Fleas are bloodsucking parasitic insects that live on pets, livestock, and humans. Human fleas (Pulex irritans) are relatively uncommon, and the species most likely to bite humans is the cat flea (Ctenocephalides felis) or the rat flea (Xenopsylla cheopis).
They are small, 1–4 mm in length, and blackish-brown. Although wingless, fleas are still capable of taking giant leaps, jumping to a height of several meters. Adult fleas feed on only blood and are capable of living long periods without feeding. Fleas most often bite people around the legs and the ankles. The flea injects allergenic saliva after piercing the skin with its mandibles. The bites, which are usually felt immediately, become increasingly irritated and may remain sore, and/or itchy for as long as a week. Itching may be generalized or just at the site of the bites.
Flea bites produce a variety of effects, ranging from a transient raised, red skin lesion to prolonged symptoms that may last for years depending on the sensitivity of the person bitten. Children aged younger than 10 are generally more sensitive than older people, as people tend to become desensitized by repeated exposure over time. Flea bites in children produce an allergic reaction in which recurrent or chronic small red bumps occur on the exposed skin areas. Patients with hypersensitivity may also develop bullous reactions.
What should I Look For?
Flea bites usually occur around the ankles and lower leg area. Other common locations for flea bites are around the waist, in armpits, and in the creases of the elbows and behind the knees.
A flea bite appears as a small single papule that is flat, firm, and surrounded by a single red halo. The papule blanches when pressure is applied. Flea bites may show signs of bleeding. The area of skin affected may increase over time, or the rash may spread to a different area.
Flea bites can sometimes evolve into persistent bite reactions.
When a subsequent exposure to fleas leads to additional bites, itching and swelling may occur at the sites of prior bites. Some people are more sensitive to fleas than others. It can sometimes appear that the fleas are “picking on” one individual in a household but not on others.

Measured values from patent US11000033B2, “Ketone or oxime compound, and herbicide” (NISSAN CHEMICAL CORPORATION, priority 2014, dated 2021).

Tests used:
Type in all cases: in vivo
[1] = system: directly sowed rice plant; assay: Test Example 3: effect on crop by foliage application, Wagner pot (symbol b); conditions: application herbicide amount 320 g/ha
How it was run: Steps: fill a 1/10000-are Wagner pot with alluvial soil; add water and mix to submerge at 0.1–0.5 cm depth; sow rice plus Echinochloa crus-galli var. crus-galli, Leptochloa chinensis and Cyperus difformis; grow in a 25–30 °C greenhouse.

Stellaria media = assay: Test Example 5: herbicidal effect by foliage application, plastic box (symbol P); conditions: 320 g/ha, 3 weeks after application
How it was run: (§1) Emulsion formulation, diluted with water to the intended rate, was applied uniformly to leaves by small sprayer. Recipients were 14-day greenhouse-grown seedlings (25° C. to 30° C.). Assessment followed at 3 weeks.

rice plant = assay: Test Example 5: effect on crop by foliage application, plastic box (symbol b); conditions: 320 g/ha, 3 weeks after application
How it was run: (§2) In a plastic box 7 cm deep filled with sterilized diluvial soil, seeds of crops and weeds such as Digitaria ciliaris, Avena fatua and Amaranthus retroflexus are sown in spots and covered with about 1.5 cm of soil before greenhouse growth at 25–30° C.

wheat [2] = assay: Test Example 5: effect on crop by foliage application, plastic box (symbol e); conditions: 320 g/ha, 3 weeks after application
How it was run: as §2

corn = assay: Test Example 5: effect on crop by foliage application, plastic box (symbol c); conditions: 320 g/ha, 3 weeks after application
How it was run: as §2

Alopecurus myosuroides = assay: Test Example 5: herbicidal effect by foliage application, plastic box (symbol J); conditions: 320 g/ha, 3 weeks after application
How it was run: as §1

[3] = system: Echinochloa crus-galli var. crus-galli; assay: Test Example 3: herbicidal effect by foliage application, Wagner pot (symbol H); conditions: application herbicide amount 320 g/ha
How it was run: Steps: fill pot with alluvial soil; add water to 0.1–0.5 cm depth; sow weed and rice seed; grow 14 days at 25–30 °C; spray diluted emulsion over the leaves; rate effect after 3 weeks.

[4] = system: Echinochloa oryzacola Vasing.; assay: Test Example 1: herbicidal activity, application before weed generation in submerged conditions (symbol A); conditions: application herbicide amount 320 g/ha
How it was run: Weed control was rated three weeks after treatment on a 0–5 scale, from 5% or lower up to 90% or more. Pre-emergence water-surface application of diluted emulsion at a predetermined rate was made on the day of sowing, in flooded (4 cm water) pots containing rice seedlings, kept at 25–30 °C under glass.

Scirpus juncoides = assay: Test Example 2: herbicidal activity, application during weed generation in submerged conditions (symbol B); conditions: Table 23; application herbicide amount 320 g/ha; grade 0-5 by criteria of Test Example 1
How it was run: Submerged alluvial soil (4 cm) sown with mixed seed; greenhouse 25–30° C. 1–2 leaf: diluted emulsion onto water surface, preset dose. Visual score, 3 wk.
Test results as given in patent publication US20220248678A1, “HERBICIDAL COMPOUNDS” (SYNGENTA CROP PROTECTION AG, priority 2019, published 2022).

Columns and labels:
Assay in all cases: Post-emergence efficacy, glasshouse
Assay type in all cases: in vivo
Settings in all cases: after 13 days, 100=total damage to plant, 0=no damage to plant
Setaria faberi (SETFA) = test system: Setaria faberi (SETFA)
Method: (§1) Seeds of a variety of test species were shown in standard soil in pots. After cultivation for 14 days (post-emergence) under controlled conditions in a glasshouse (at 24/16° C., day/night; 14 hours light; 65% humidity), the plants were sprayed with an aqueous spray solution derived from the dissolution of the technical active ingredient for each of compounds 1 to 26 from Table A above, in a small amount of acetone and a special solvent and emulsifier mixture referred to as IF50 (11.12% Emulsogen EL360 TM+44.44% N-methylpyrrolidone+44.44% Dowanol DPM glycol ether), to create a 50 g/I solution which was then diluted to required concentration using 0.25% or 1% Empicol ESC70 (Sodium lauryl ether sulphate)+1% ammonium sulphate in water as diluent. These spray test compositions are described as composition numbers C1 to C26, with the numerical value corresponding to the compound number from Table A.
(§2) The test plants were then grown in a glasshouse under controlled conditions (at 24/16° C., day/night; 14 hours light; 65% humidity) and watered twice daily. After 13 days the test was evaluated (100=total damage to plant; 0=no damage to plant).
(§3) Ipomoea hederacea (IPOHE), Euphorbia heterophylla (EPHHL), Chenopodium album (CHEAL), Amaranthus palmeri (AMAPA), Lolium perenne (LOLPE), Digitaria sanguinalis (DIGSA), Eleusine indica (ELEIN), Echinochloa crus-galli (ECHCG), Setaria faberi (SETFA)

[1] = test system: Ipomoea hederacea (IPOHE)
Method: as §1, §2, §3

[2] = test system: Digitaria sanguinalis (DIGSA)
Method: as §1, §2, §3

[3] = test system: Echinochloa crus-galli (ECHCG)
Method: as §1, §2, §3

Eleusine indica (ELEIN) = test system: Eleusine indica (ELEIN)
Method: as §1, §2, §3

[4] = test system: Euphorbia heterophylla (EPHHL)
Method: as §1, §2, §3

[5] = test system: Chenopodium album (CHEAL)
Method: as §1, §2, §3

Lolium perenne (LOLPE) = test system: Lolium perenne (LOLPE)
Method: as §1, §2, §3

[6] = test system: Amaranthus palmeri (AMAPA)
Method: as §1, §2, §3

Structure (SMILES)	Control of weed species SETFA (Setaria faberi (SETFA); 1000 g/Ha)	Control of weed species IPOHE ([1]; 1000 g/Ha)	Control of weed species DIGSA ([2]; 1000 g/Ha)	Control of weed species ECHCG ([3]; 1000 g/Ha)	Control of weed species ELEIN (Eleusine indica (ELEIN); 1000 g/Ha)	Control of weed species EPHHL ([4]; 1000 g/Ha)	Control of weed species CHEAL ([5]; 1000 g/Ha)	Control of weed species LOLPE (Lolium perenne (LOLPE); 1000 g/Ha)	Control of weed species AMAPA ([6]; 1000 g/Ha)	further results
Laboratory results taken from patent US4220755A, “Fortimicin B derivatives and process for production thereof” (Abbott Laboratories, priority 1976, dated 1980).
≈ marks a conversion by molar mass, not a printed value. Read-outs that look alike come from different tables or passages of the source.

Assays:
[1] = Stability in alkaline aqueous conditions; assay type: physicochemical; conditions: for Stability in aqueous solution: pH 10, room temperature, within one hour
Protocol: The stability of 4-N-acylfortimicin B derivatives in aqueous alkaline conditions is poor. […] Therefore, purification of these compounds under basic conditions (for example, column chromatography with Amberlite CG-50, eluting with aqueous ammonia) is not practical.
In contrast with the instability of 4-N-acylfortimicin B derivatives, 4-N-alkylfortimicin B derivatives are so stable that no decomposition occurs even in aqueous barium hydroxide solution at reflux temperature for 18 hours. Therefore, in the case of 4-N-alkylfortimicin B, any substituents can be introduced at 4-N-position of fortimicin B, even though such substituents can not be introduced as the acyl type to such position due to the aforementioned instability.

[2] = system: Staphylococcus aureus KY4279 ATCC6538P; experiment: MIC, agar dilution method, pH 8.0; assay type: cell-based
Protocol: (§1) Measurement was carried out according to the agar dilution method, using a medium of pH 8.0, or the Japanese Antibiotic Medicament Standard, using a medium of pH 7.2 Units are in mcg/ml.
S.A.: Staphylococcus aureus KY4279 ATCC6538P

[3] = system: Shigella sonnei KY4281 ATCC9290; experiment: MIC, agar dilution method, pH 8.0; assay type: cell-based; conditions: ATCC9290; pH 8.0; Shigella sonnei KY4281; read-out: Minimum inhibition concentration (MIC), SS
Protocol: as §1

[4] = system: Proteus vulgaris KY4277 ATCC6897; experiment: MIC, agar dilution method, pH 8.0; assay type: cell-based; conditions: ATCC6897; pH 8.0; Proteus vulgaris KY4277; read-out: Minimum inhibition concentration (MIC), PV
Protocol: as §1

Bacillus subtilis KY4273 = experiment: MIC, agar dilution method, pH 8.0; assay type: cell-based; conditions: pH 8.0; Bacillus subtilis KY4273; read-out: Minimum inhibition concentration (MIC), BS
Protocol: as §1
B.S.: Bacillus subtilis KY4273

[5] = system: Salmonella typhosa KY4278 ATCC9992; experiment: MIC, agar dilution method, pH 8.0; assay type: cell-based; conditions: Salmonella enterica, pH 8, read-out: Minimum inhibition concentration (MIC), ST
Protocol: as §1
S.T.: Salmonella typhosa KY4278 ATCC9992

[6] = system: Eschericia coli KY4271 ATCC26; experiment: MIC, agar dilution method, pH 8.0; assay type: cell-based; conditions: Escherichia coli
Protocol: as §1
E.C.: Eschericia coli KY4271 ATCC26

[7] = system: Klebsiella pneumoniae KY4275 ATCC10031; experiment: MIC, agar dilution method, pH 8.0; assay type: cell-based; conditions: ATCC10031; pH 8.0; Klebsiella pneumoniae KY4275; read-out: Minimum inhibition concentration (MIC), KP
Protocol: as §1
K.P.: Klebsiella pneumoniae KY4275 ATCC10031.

If flea bites have occurred indoors, all sources must be treated for effective flea control. Carpets, pet bedding, and all rooms should be thoroughly vacuumed, and pets should be treated separately.
The primary goal of treatment is to relieve the itching, which can be achieved by the following:
- Burrow's solution compresses applied to the bites
- Calamine lotion to which 0.25% menthol may be added by the pharmacist
Prescription strength mid or high -potency topical corticosteroids can alleviate the severe itch.
Antihistamines may be prescribed for the relief of the itching.
- Diphenhydramine hydrochloride (Benadryl®) – 25, 50 mg tablets or capsules, 25–50 mg nightly or every 6 hours as needed
- Cetirizine hydrochloride (Zyrtec®) – 5, 10 mg tablets, 5–10 mg per day
The source of the flea infestation should also be treated. Flea control of pets includes the following:
- Flea shampoos mechanically remove fleas but need to be followed by a flea control rinse that contains insecticide
- Flea dust powders
- Flea collars
- Oral flea medication
Flea control at home may be regulated by the following measures:
- Bedding should be clean and laundered regularly.
- Bedrooms should be vacuumed regularly, especially in the corners underneath the beds.
- The indoor environment can be sprayed with methoprene, a new chemical used for flea infestation.
- Pets should be kept clean and regularly checked by a veterinarian.
- A professional exterminator may be needed